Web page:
Just last year, Adityanath denied Shiv Sena leader Uddhav Thackeray permission to hold a political rally in Ayodhya.
There’s enough competition for most corrupt and most “anti-democratic" politician that Banerjee would unlikely emerge the winner in either of these categories. But India’s only female chief minister and the 64-year-old head of the Trinamool Congress party (TMC)—often described by the ruling establishment as an anarchist—would certainly win the award for fiercest critic of the Narendra Modi government.
She has opposed the BJP-supported National Register of Citizens in Assam that so far leaves the status of four million uncertain, calling it a direct attack on the country’s diversity. She was one of the first politicians to criticize demonetization and has refused to implement the prime minister’s ambitious new health scheme in her state. Last month she got most of the country’s key opposition leaders to stand with her on the dais of a United India rally—essentially political parties united against the BJP (Banerjee was once part of the National Democratic Alliance led by the BJP). It seems more appropriate than ever that her favourite deity is goddess Kali, the destroyer.
Like her or fear her, you might as well know more about her because there’s no question Banerjee is in the reckoning for the top post of prime minister in the forthcoming 2019 general election. This week, the spotlight stayed on her because of a public spat with the Central Bureau of Investigation.
Like all her contemporaries, Banerjee is flawed. Who can forget the time she said rapes are on the rise because men and women interact freely? Or the times she arrested people for Facebook posts against her. She has often been accused by her critics of playing identity politics. But her appeal, for me, lies in the way she has fearlessly negotiated a man’s world—mostly alone—and emerged as one of India’s most successful politicians.
In Didi: A Political Biography, Monobina Gupta points out that when examined through the lens of gender, Banerjee’s story stands apart from the narratives of other powerful contemporary women leaders. Gupta quotes former TMC MP Krishna Bose as saying, “Mamata has not been the widow, wife, daughter or companion of somebody." In that sense, Banerjee’s story is very different from other powerful politicians such as Sonia Gandhi, Mayawati or the late J. Jayalalithaa.
Gupta, who wrote the book during the run-up to the 2011 polls, which resulted in Banerjee becoming chief minister of West Bengal, illustrates how the CPM “leveraged gender as a weapon to trivialize, even vulgarize, their rhetoric of attack on the Trinamool Congress president, her status as a single woman without the bulwark of exotic lineage or formidable rank of wealth and class shielding her."
Slogans such as “The mynah from Kalighat does not allow industry to come up" and “From elder sister to grandmother, you will never become chief minister" targeted her as a woman, Gupta says. The mynah slight “makes her out to be capricious, trivial and talkative like the mynah bird, lacking the intellectual capacity to realize the serious implications of stalling industrialization in Bengal," she adds.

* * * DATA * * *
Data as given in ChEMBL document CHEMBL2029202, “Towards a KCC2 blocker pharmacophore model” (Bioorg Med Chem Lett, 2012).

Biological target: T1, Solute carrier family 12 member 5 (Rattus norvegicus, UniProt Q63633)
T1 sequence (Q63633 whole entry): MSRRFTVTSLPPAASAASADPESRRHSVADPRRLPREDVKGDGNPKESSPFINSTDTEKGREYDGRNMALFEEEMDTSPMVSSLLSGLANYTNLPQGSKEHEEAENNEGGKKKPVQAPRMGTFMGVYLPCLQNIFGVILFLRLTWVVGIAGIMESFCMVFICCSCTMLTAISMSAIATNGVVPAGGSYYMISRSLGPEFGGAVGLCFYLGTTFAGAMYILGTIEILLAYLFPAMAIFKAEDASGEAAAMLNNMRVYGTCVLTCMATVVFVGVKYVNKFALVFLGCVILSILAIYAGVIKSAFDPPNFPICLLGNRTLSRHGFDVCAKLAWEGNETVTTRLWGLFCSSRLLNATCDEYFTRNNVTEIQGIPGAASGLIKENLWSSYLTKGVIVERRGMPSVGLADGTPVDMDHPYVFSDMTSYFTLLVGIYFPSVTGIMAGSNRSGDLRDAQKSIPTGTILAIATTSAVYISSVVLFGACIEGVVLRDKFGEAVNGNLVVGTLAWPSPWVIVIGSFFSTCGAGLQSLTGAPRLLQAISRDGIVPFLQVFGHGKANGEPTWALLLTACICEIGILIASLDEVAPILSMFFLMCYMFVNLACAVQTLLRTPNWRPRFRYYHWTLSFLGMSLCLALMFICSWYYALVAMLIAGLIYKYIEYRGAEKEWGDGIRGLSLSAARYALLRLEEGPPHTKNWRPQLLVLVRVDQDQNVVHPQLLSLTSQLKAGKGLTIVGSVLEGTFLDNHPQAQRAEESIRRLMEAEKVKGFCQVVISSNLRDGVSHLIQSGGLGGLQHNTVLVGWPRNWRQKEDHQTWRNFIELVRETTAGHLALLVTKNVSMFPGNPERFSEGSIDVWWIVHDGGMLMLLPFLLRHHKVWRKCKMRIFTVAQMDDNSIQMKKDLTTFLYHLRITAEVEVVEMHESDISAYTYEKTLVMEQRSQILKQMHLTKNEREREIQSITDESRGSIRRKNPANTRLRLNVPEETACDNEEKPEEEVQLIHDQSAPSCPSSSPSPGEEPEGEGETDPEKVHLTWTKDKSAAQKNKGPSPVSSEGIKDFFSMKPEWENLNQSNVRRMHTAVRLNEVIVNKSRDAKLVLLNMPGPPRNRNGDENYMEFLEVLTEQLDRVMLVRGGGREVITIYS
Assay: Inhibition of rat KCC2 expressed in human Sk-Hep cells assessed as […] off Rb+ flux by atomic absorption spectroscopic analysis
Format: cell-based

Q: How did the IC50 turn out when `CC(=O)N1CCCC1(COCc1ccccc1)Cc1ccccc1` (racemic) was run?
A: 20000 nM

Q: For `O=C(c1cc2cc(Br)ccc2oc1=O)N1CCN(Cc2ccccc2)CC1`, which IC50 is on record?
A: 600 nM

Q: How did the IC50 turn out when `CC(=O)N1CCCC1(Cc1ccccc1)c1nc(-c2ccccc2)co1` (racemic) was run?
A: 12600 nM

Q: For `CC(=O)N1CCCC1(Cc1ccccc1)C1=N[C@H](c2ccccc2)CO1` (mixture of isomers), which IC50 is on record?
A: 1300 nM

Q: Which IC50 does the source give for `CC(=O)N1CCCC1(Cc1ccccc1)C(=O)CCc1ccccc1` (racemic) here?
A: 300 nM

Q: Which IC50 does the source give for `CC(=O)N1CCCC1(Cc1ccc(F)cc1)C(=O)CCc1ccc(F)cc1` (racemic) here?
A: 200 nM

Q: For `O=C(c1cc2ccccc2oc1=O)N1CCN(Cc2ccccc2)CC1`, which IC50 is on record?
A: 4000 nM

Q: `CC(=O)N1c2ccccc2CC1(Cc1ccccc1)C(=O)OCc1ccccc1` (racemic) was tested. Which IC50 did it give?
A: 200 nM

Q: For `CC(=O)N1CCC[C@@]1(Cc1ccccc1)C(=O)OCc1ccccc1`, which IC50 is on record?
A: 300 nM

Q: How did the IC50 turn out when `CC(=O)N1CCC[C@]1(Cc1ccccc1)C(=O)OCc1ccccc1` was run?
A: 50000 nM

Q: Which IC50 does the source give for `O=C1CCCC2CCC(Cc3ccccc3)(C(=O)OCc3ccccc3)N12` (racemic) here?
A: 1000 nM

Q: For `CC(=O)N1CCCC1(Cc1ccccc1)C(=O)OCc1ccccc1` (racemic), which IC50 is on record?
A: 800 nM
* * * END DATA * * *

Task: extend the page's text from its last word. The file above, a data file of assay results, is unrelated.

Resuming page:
The journey through the violent, patriarchal politics of West Bengal has been littered with more than nasty words. In 1990, she was attacked by rival party workers during a rally and fractured her skull. She was hospitalized for a month. In 1993, she was injured again during a protest in which many were shot dead by the police. Banerjee may have lived through turbulent times but the TMC’s brand of politics isn’t any less violent than the CPM model it replaced.
Banerjee, whose father was an active Congress party supporter, joined the student wing of the party in college and in less than a decade, the student leader, already an expert protester, was noticed. Right in the middle of Jayaprakash Narayan’s campaign to topple Indira Gandhi in 1977, Banerjee managed to catch everyone’s attention, says Shutapa Paul in her book Didi: The Untold Mamata Banerjee. “When he (JP) was in Calcutta to rally the masses against Indira, Mamata blocked his convoy and threw herself on the ground. With this show of bravado, senior Congress leaders were forced to notice the new kid on the block."
In 1998—seven years after her sort-of mentor Rajiv Gandhi was assassinated—she broke away from the Congress to form the Trinamool (or grass roots) Congress. The inspiration for her party’s symbol—two flowers growing from one stem surrounded by grass—came from a line by revolutionary Bengali poet Kazi Nazrul Islam about communal harmony, says Paul, adding that throughout her career, Banerjee has had to be better and more fearless than her male counterparts.
Banerjee’s larger-than-life persona—she’s always clad in white, woven Dhaniakhali saris with rubber slippers, loves to paint, has written more than 20 books, still lives in her childhood home with her extended family and is an insomniac who loves Rabindra sangeet—is reflected in her party’s power equation. “She embodies the hierarchy and the control; from her alone come the fiats, the reprimands, and the occasional praise. Briefly put, Mamata Banerjee is the sum and substance of the party she leads," says Gupta. The TMC is as much a victim of dynasty politics as any other political party. It’s well known that Banerjee’s nephew, Abhishek Banerjee, is her political heir.
In 1984, Banerjee stood from the Jadavpur constituency and did the unthinkable. She defeated veteran Somnath Chatterjee, who had only heard of her until then. In 2011, she made history when she ousted the Left that had ruled West Bengal for 34 years. She did that with the support she got after protesting against the Left Front’s land acquisition steamroller in Singur and Nandigram.
This year we will find out if the woman in the white sari can score big again.
Priya Ramani shares what’s making her feel angsty/agreeable.
She tweets @priyaramani